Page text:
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Data Oriented vs Object Oriented Design

Hi all,

New to .NET, I'm working on an Winforms client application using VS
2005 beta2. My needs considering data storage are the followings:

(1) Small files (0 < length < 10 mb), containing lots of small
'objects' that need to be loaded into memory at runtime, in order to
garantee small access time to each 'object'. Each of these 'objects'
collection should be able to easily bind to a DataGridView, AND to
provide *filtering* and *sorting* capability.

(2) 'Mid-large' files (0 < length < 100 mb), containing lots of
'mid-large objects'. Such files shouldn't be fully loaded in memory,
but the class that deals with those files must expose random
accessing/adding/removing/modifying 'object' functionalities.

In facts, a file of type (1) contains an index of the large 'objects'
contained in a corresponding file of type (2). Each index will be used
to fill a DataGridView, and each entry (row) will provide a
'reference' to the 'big object' stored in the corresponding type (2)
file (in addition to some other object-specific details that will be
displayed on the DGView of course).

Since this is a light Windows client application, using a database
with a data provider is out of the question.

Type (2) will be the subject of another post ("Dealing with large
files (random access)").

So let's talk about type (1):

My first thought was to use one or more DataSet objects to deal with
all of these. But as no data providers would be used, I said to myself
that considering a collection of objects would be better: thus I could
use serialization to store and retrieve usable objects, instead of
DataRows. So I took a look at the new C# 2.0 generics and found myself
pretty satisfied: the generic List<T> class provided in .NET 2.0
seemed to be perfect for my indexes (type (1)). Binding it to a (.NET
2.0) Windows.Forms.BindingSource, and then this BindingSource to my
DataGridView would then be just great, because (from MSDN):

"Sorting and filtering capability is exposed in the BindingSource
control through the Sort and Filter properties. Simple sorting can be
applied when the underlying data source is an IBindingList, and
advanced filtering and sorting can be applied when the data source is
an IBindingListView."

That was too easy: the only class implementing IBindingListView in
..NET 2.0 is DataView. Implementing it for a List<T> would be too much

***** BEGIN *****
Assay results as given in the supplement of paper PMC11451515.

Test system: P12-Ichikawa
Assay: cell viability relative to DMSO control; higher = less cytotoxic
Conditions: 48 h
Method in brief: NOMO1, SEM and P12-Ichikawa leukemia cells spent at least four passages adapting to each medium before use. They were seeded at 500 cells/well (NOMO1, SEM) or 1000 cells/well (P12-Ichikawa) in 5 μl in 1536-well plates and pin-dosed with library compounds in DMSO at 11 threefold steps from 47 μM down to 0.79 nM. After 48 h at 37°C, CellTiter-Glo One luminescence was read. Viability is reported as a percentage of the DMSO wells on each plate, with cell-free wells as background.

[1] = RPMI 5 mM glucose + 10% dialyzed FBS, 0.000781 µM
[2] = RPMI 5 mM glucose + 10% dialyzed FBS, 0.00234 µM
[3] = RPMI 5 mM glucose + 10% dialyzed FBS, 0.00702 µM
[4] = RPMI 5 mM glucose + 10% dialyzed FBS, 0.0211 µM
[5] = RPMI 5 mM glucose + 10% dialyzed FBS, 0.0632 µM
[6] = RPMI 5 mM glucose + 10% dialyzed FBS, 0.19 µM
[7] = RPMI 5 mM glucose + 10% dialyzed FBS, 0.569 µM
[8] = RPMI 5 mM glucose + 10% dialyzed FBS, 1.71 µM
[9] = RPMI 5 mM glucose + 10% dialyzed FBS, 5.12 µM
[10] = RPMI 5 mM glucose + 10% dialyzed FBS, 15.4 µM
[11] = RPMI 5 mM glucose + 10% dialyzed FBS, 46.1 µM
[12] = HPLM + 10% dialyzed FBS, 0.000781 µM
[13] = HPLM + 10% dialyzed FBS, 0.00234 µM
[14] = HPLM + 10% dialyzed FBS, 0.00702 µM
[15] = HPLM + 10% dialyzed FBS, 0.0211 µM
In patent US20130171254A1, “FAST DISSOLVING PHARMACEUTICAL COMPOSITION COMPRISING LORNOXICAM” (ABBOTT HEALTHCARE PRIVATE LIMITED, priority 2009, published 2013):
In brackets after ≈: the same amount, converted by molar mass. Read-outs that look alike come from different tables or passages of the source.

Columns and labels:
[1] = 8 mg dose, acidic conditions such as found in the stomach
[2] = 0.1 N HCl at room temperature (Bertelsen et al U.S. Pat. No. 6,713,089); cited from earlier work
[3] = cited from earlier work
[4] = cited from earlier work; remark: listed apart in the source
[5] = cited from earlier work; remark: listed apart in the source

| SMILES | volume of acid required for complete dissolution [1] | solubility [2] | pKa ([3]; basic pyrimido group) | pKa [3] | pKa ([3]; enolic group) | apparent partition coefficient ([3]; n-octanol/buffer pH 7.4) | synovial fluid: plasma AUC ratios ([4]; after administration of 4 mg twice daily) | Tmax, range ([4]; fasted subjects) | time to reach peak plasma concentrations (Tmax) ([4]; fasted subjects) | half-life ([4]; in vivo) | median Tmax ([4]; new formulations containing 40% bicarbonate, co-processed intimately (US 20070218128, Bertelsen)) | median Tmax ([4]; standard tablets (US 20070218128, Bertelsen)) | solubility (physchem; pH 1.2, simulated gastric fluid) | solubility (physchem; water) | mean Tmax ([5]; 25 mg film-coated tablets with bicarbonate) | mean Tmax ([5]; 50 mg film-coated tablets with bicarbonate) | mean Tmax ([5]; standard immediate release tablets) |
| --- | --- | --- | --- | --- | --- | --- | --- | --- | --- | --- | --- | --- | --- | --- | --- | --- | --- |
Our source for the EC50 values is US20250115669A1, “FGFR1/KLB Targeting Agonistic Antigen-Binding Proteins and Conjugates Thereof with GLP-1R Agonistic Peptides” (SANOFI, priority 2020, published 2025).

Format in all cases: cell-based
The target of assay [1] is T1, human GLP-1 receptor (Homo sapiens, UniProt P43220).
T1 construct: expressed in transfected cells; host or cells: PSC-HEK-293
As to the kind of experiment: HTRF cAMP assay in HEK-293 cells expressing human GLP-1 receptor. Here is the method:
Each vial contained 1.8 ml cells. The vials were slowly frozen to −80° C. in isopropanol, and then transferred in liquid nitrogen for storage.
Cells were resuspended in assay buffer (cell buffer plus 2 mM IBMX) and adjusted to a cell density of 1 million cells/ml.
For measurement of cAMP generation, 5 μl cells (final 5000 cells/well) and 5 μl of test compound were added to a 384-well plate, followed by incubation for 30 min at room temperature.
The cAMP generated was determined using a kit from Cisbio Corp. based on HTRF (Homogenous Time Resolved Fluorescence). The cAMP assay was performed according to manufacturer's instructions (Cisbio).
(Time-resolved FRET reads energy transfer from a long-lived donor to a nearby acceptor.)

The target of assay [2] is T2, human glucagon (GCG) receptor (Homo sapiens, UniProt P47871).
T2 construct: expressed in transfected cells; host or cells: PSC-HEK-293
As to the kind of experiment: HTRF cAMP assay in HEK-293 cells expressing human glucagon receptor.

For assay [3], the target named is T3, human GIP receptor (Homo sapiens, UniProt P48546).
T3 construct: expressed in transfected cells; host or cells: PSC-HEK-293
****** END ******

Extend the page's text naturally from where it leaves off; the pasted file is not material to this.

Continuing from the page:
work. So back to my first idea: I finally had to use a DataSet for my
type (1) files. IMHO, this is far from being the 'killer' approach.
Well, .NET 2.0 seem to have made a great progress by introducing a new
abstract layer for data binding: the BindingSource class. The UI is no
more directly tied to some data object. But there's still something
wrong: I constantly need a value object to do more things than just
reading and modifying my current entry. A DataViewRow, even if it
'represents' an entry, can't contain the smarts of an object.

To sum up:

* The OO generics approach provides usable objects but few sorting and
no filtering capabilities.
* The DataTable approach provides full sorting and filtering but no
usable objects.

I would be glad to read your comments about these thoughts. And
please, if I miss something about .NET data binding capability (or
other), tell me.

Nov 17 '05 #1
1 3910
> * The OO generics approach provides usable objects but few sorting and
no filtering capabilities.
* The DataTable approach provides full sorting and filtering but no
usable objects.

I would be glad to read your comments about these thoughts. And
please, if I miss something about .NET data binding capability (or
other), tell me.

Your post is hard to place for me, but here are a couple of thoughts:

My advise would be to stay away from generics unless you have a compelling
reason not to. Many things generics can do can be accomplished with
non-generics too, in a far easier manner. For example, using a
System.ArrayList() instead of a list generic will save you a couple of

A DataTable can contain pretty much anything, I don't see why you would
need a value object besides the DataTable, other than for performance

This link was posted earlier as a nice introduction to the ADO.NET stuff:

Nov 17 '05 #2

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